ALBANY University at Albany President Karen R. Hitchcock urged the 1,700 undergraduates of the class of 2001 to remain involved and engaged in life during the university's 157th commencement Sunday morning. "Resist superficial answers and easy gains," she said to the thousands of graduates and their friends and families spread out before the Science Library on the campus. "You've accomplished a great deal, you're open to new possibilities and you can engage change with confidence in your abilities. You're survivors prepared to take on life," she said. "Be involved, be engaged and care. Life is not a spectator sport."
One graduate who's prepared to follow her advice is Difeson Genty, 22, of Haiti, but not right away. The premed and French major said he plans to return to his Caribbean country as an ophthalmologist. Ophthalmologists are in short supply in Haiti, and he wants to do the most good with his medical training, he said. "My country needs professionals. I want to go back and open a clinic and help those who have lost their vision," he said. He knows he could make more money in the United States as a physician, but he dismissed that option. "It's not about the money," he said. "I want to give back to my country."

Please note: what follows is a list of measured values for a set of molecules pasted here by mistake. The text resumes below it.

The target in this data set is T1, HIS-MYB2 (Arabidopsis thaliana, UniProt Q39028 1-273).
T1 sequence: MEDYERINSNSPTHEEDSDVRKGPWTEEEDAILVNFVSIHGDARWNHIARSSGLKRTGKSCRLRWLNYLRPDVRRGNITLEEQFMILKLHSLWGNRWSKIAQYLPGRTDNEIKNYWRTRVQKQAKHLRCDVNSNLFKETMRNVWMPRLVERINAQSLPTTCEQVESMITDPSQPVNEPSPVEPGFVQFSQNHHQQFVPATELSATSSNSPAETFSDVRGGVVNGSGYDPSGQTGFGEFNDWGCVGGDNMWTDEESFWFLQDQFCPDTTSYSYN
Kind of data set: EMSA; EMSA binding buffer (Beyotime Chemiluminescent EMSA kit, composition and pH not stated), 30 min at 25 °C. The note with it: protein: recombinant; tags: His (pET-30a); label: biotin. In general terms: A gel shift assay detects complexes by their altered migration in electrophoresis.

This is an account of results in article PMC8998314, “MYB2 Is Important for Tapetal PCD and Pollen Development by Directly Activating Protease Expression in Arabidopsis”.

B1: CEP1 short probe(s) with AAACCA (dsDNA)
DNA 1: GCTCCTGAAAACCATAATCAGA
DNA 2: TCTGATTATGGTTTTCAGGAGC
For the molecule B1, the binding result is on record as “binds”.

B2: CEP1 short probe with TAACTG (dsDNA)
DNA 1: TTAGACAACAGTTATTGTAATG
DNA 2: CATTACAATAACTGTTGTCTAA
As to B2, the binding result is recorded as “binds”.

Genty has lived in the United States for eight years, he said, and attended college at his parents' expense. His parents support his decision to return to Haiti, where he was born and raised, he said. He's not sure where he will go for his medical training yet. "I want to take a year off and do some volunteer work before going back to school for four more years," he said.
This year's commencement was the first held on campus in 10 years, said Catherine J. Herman, the university's spokeswoman. The ceremony had been held at the Pepsi Arena, she said, but that venue proved "too impersonal and large." A task force appointed by Hitchcock developed the current format, based on input from students and parents, she said. Under this format, the university held 31 individual ceremonies during the weekend, one for each department or school. Sunday's event featured a formal degree ceremony and the awarding of honors to students and faculty.
On behalf of her fellow graduates, class of 2001 President Celina Fletcher presented the university with a $17,000 check. The money will be used to build the class gift, a 20-foot tall clock tower, next to the Science Library.